As organizations deploy new commercial models to adapt to the new operating environment, they need to consider shifting from the traditional volume-focused metrics to the ones that are a true measure of engagement and experience. However, engagement and experience metrics are not as straightforward to design and track as traditional metrics. At the Indegene Digital Summit 2021, Jeff French and Anuj Maheshwari shared some really interesting perspectives on how new-age measurement frameworks must always be closely tied to strategic objectives1,2. For instance, if companies are striving to achieve greater flexibility in interactions with their customers, then the measure of the number of customers engaged across various channels becomes a key metric to track on a regular basis. Although the metric is volume-based, its close association with a strategic objective makes it a key indicator to optimize against.
In addition, qualitative factors should be baked into measurement frameworks. Many healthcare organizations focus on qualitative measures such as broad Net Promoter Score (NPS), brand/company perception studies, and so on. However, none of these metrics inform your organization if your engagements are helping healthcare professionals (HCPs) treat their patients better and/or create additional value for them. Solicited data do not always tell an accurate story, and metrics built around solicited data suffer from the same shortcomings. HCPs may respond to a solicited survey in a certain way, but express something entirely different on a third-party platform or social media. These external platforms tend to have a high impact, as they enable peer-to-peer engagements. According to a study by Sermo, 84% say that reading a peer’s review of a drug would influence their perception of a drug and 77% of physician believe that their peers’ opinion of drugs are more credible than the information they receive from the pharma industry3 . This is where “surgical” data collection from nontraditional sources comes to aid. The data collected from these nontraditional sources need to be organized into simple metrics to understand your customers’ perceptions and behaviors related to the products and your organization.
In life sciences organizations, there is no common understanding of “what does a great experience looks like” for a customer type. It has always been subjective and open for discussion. But the traits of a great experience can be boiled down to a few fundamental tenets. Your customers’ perceptions on how your organization delivers on the fundamental tenets could be powerful indicators of their experience with your organization. Such acutely focused metrics tell a more accurate story on whether the content and engagements are helping HCPs in treating their patients better and adding value to them. Such qualitative measures need to be then collectively pulled together into a single common customer experience (CX) roll-up score that can be reported to senior leadership. Furthermore, it is not just enough to have qualitative measurement parameters and systems, one must also build business processes to act on the insights revealed by these scores.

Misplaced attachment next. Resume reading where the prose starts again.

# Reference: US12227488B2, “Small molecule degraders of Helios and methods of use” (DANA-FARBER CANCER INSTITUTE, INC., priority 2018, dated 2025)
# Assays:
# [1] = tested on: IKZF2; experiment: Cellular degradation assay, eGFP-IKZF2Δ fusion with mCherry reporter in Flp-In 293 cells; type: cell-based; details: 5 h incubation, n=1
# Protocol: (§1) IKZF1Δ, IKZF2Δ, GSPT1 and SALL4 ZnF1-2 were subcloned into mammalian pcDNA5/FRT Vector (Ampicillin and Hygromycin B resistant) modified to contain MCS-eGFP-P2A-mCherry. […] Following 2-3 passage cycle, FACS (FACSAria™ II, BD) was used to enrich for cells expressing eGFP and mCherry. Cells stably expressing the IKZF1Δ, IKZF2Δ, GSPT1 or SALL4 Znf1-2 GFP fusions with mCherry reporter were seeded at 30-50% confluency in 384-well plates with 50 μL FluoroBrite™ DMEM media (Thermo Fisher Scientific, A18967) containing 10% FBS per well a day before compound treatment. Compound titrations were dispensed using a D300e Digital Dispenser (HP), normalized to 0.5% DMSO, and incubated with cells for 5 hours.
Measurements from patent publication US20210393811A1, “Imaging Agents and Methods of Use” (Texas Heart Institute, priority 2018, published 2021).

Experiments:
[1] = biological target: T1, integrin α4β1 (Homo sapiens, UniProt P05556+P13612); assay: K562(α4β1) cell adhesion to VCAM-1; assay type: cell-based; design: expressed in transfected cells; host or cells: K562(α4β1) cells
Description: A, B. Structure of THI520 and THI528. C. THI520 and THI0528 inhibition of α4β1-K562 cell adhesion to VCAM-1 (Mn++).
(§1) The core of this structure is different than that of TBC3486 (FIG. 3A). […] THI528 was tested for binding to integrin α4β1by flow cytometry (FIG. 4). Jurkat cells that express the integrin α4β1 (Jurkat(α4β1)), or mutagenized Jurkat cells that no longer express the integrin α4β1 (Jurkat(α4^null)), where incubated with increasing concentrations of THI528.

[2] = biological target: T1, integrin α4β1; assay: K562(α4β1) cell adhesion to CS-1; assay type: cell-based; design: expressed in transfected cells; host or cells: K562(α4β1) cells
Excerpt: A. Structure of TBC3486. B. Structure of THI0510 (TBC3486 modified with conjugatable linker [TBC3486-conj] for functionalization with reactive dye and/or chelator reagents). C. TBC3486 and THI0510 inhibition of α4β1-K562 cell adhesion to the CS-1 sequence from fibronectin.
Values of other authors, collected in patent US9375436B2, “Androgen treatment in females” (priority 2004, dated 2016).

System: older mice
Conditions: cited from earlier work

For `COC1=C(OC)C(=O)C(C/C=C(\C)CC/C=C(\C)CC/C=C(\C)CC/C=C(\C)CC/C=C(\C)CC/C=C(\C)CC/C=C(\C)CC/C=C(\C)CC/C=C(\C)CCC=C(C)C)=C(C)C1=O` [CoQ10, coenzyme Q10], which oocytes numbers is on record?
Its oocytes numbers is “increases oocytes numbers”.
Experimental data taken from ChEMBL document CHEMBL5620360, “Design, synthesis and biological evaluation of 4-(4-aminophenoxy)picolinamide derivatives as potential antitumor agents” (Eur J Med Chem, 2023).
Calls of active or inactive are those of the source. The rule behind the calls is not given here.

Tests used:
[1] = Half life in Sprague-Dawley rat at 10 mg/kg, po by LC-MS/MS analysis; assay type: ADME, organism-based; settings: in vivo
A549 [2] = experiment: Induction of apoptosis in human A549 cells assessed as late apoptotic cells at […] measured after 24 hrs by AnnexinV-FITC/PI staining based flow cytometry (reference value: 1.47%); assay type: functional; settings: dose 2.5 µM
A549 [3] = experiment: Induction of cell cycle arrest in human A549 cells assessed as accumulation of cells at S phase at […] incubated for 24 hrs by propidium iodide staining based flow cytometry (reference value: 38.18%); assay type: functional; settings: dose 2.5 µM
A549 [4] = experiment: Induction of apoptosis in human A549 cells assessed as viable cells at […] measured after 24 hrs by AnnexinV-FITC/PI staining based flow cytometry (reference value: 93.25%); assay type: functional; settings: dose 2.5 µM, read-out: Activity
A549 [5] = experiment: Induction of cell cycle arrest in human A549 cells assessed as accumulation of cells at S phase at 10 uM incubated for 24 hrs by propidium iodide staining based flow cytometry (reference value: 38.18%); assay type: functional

Furthermore, not all engagements are created equal. Engagement scores from various channels must not be compared head-to-head. Since the beginning of the pandemic, commercial teams have been worried about low engagement scores on digital channels in comparison with in-person channels. If one were to look at the digital engagement scores in isolation, they would seem ineffective in comparison with in-person interactions. But the narrative changes when the same scores are viewed from an added lens of efficiency, reach, speed, and other variables. Digital interactions generally cost less per interaction when compared with in-person channels making them more efficient. In some cases, brands are able to reach new HCPs that they would not have been able to reach through in-person channels. Digital touchpoints allow faster data collection from the interactions leading to a faster orchestration of the next interaction in the customer’s journey path, equating to faster customer conversion in some cases. Therefore, the metrics frameworks have to factor in these additional layers to be able to convey an accurate story.
Market variability must be factored in too. Across various local markets, there has to be an understanding of the common strategic objectives that your organization strives to accomplish with its customer journeys. A common measurement and reporting framework need to be built to support those strategic objectives. However, local markets need the flexibility to engage their customers based on the preferences observed in that market. The common metrics framework should allow for flexibility in measuring various local market-specific nuances of engagements. They should also allow rolling these measures up to a common reporting metric. CX metric reporting frameworks must allow the flexibility needed at a local market level and provide the visibility needed at a senior leadership level.
However, senior leadership cannot get into the minutiae of all the engagement and experience metrics; they need a consolidated view. You need to know where your organization’s senior leadership stands; if they are early in the journey, then start with simple reporting metrics that proxy experience and quality of engagement. Something even as fundamental as clickthrough rate. When the senior leadership is more receptive to it, you can progressively evolve their reporting frameworks to include CX roll-up scores as indicators. Lastly, regardless of the type of metrics, data always have to be coupled with a narrative when being reported; metric without a narrative is misleading.